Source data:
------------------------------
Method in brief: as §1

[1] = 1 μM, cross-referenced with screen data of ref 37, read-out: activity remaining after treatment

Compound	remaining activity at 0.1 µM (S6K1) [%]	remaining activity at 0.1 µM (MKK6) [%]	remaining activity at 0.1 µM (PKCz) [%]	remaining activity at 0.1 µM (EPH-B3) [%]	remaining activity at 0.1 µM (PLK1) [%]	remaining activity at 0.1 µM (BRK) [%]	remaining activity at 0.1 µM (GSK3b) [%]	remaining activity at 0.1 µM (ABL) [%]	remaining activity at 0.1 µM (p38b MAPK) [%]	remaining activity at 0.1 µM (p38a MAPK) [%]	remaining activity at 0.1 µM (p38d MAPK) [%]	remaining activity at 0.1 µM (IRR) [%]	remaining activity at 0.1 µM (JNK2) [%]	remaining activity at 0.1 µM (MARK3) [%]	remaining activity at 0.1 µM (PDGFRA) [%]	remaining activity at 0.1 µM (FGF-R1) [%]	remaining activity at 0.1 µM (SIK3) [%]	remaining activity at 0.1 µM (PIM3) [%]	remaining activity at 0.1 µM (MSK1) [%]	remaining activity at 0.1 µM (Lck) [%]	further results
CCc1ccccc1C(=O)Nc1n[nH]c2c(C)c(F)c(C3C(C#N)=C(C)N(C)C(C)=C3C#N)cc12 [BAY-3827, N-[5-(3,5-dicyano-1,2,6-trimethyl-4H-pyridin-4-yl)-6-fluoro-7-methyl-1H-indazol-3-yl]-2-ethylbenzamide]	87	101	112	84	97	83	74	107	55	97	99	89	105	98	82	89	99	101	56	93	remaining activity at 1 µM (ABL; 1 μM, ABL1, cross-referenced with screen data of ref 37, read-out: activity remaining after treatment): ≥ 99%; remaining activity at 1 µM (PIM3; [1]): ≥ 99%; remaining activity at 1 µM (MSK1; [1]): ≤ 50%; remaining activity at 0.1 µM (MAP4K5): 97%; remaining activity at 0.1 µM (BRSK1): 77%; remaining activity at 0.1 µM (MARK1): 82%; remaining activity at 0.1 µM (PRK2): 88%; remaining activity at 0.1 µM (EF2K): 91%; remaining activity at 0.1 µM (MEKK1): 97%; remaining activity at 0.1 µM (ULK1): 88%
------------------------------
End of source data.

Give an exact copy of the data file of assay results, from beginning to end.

Method in brief: as §1

[1] = 1 μM, cross-referenced with screen data of ref 37, read-out: activity remaining after treatment

Compound	remaining activity at 0.1 µM (S6K1) [%]	remaining activity at 0.1 µM (MKK6) [%]	remaining activity at 0.1 µM (PKCz) [%]	remaining activity at 0.1 µM (EPH-B3) [%]	remaining activity at 0.1 µM (PLK1) [%]	remaining activity at 0.1 µM (BRK) [%]	remaining activity at 0.1 µM (GSK3b) [%]	remaining activity at 0.1 µM (ABL) [%]	remaining activity at 0.1 µM (p38b MAPK) [%]	remaining activity at 0.1 µM (p38a MAPK) [%]	remaining activity at 0.1 µM (p38d MAPK) [%]	remaining activity at 0.1 µM (IRR) [%]	remaining activity at 0.1 µM (JNK2) [%]	remaining activity at 0.1 µM (MARK3) [%]	remaining activity at 0.1 µM (PDGFRA) [%]	remaining activity at 0.1 µM (FGF-R1) [%]	remaining activity at 0.1 µM (SIK3) [%]	remaining activity at 0.1 µM (PIM3) [%]	remaining activity at 0.1 µM (MSK1) [%]	remaining activity at 0.1 µM (Lck) [%]	further results
CCc1ccccc1C(=O)Nc1n[nH]c2c(C)c(F)c(C3C(C#N)=C(C)N(C)C(C)=C3C#N)cc12 [BAY-3827, N-[5-(3,5-dicyano-1,2,6-trimethyl-4H-pyridin-4-yl)-6-fluoro-7-methyl-1H-indazol-3-yl]-2-ethylbenzamide]	87	101	112	84	97	83	74	107	55	97	99	89	105	98	82	89	99	101	56	93	remaining activity at 1 µM (ABL; 1 μM, ABL1, cross-referenced with screen data of ref 37, read-out: activity remaining after treatment): ≥ 99%; remaining activity at 1 µM (PIM3; [1]): ≥ 99%; remaining activity at 1 µM (MSK1; [1]): ≤ 50%; remaining activity at 0.1 µM (MAP4K5): 97%; remaining activity at 0.1 µM (BRSK1): 77%; remaining activity at 0.1 µM (MARK1): 82%; remaining activity at 0.1 µM (PRK2): 88%; remaining activity at 0.1 µM (EF2K): 91%; remaining activity at 0.1 µM (MEKK1): 97%; remaining activity at 0.1 µM (ULK1): 88%